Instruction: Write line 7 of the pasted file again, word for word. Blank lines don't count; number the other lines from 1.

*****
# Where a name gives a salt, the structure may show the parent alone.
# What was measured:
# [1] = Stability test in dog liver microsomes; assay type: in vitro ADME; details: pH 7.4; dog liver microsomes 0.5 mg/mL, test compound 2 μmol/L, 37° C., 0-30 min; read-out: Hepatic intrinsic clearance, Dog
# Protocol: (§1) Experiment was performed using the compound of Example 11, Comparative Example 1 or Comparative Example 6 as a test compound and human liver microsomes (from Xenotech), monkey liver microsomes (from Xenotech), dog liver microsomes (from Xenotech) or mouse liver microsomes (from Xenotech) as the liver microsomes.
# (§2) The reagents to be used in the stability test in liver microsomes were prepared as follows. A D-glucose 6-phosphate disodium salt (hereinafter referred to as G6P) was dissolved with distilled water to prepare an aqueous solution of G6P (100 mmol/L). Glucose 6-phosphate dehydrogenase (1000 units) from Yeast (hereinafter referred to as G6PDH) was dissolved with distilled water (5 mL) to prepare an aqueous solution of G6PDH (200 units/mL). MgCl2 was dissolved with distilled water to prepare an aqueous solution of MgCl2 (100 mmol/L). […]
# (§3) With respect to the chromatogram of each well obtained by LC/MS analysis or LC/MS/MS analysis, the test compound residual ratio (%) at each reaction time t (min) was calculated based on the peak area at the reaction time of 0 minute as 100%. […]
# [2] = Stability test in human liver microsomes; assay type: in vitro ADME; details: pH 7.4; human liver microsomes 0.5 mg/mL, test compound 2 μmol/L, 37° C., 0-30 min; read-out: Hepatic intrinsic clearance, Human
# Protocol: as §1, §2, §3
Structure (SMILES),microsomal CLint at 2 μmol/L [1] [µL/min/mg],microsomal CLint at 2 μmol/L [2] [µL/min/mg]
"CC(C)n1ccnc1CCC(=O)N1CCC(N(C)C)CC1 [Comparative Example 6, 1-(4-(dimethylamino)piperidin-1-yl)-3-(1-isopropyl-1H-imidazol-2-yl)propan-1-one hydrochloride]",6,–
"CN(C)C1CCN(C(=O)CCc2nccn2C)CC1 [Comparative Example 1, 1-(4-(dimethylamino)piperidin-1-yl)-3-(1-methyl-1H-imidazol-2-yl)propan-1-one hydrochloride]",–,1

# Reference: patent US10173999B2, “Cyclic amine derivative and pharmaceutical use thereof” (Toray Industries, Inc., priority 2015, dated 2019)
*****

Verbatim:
# [2] = Stability test in human liver microsomes; assay type: in vitro ADME; details: pH 7.4; human liver microsomes 0.5 mg/mL, test compound 2 μmol/L, 37° C., 0-30 min; read-out: Hepatic intrinsic clearance, Human